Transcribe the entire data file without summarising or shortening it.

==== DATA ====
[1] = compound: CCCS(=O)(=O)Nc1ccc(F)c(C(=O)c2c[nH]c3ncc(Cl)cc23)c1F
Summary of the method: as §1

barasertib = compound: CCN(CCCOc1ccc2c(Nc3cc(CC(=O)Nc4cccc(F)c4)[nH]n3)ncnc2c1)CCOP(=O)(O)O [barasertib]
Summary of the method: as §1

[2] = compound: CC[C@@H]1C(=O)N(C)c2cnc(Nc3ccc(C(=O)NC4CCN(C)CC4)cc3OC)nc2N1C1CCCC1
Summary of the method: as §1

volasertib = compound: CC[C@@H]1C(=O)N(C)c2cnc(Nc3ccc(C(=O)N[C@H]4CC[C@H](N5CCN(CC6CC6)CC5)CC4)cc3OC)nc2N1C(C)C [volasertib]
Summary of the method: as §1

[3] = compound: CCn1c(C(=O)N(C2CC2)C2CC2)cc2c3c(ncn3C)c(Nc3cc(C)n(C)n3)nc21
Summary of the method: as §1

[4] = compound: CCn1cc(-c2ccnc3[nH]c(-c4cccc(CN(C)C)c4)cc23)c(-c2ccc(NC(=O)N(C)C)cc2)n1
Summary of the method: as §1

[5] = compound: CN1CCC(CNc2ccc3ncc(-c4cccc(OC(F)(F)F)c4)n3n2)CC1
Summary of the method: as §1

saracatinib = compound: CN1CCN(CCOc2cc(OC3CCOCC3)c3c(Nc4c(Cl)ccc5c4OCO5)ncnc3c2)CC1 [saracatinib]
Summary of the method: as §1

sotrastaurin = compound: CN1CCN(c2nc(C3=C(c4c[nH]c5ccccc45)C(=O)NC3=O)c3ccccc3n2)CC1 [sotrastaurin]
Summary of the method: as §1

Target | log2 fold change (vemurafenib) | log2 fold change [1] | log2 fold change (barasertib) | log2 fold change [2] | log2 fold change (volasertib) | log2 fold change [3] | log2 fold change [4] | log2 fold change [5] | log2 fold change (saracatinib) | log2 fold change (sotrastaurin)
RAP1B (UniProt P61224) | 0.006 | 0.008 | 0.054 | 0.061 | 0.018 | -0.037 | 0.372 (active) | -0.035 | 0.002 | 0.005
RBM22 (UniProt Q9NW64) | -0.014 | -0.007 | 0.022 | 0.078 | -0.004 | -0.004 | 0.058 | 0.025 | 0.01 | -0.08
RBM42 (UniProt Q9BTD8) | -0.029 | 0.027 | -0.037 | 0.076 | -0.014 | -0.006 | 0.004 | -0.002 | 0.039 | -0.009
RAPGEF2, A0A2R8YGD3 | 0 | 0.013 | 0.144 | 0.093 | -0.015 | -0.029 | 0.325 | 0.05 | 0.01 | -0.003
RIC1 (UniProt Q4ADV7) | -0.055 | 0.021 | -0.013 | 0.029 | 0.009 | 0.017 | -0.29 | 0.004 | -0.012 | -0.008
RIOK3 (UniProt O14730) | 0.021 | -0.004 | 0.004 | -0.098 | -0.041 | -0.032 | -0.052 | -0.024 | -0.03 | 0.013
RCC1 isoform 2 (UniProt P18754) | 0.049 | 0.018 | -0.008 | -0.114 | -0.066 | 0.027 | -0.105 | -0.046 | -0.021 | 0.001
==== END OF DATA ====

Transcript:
[1] = compound: CCCS(=O)(=O)Nc1ccc(F)c(C(=O)c2c[nH]c3ncc(Cl)cc23)c1F
Summary of the method: as §1

barasertib = compound: CCN(CCCOc1ccc2c(Nc3cc(CC(=O)Nc4cccc(F)c4)[nH]n3)ncnc2c1)CCOP(=O)(O)O [barasertib]
Summary of the method: as §1

[2] = compound: CC[C@@H]1C(=O)N(C)c2cnc(Nc3ccc(C(=O)NC4CCN(C)CC4)cc3OC)nc2N1C1CCCC1
Summary of the method: as §1

volasertib = compound: CC[C@@H]1C(=O)N(C)c2cnc(Nc3ccc(C(=O)N[C@H]4CC[C@H](N5CCN(CC6CC6)CC5)CC4)cc3OC)nc2N1C(C)C [volasertib]
Summary of the method: as §1

[3] = compound: CCn1c(C(=O)N(C2CC2)C2CC2)cc2c3c(ncn3C)c(Nc3cc(C)n(C)n3)nc21
Summary of the method: as §1

[4] = compound: CCn1cc(-c2ccnc3[nH]c(-c4cccc(CN(C)C)c4)cc23)c(-c2ccc(NC(=O)N(C)C)cc2)n1
Summary of the method: as §1

[5] = compound: CN1CCC(CNc2ccc3ncc(-c4cccc(OC(F)(F)F)c4)n3n2)CC1
Summary of the method: as §1

saracatinib = compound: CN1CCN(CCOc2cc(OC3CCOCC3)c3c(Nc4c(Cl)ccc5c4OCO5)ncnc3c2)CC1 [saracatinib]
Summary of the method: as §1

sotrastaurin = compound: CN1CCN(c2nc(C3=C(c4c[nH]c5ccccc45)C(=O)NC3=O)c3ccccc3n2)CC1 [sotrastaurin]
Summary of the method: as §1

Target | log2 fold change (vemurafenib) | log2 fold change [1] | log2 fold change (barasertib) | log2 fold change [2] | log2 fold change (volasertib) | log2 fold change [3] | log2 fold change [4] | log2 fold change [5] | log2 fold change (saracatinib) | log2 fold change (sotrastaurin)
RAP1B (UniProt P61224) | 0.006 | 0.008 | 0.054 | 0.061 | 0.018 | -0.037 | 0.372 (active) | -0.035 | 0.002 | 0.005
RBM22 (UniProt Q9NW64) | -0.014 | -0.007 | 0.022 | 0.078 | -0.004 | -0.004 | 0.058 | 0.025 | 0.01 | -0.08
RBM42 (UniProt Q9BTD8) | -0.029 | 0.027 | -0.037 | 0.076 | -0.014 | -0.006 | 0.004 | -0.002 | 0.039 | -0.009
RAPGEF2, A0A2R8YGD3 | 0 | 0.013 | 0.144 | 0.093 | -0.015 | -0.029 | 0.325 | 0.05 | 0.01 | -0.003
RIC1 (UniProt Q4ADV7) | -0.055 | 0.021 | -0.013 | 0.029 | 0.009 | 0.017 | -0.29 | 0.004 | -0.012 | -0.008
RIOK3 (UniProt O14730) | 0.021 | -0.004 | 0.004 | -0.098 | -0.041 | -0.032 | -0.052 | -0.024 | -0.03 | 0.013
RCC1 isoform 2 (UniProt P18754) | 0.049 | 0.018 | -0.008 | -0.114 | -0.066 | 0.027 | -0.105 | -0.046 | -0.021 | 0.001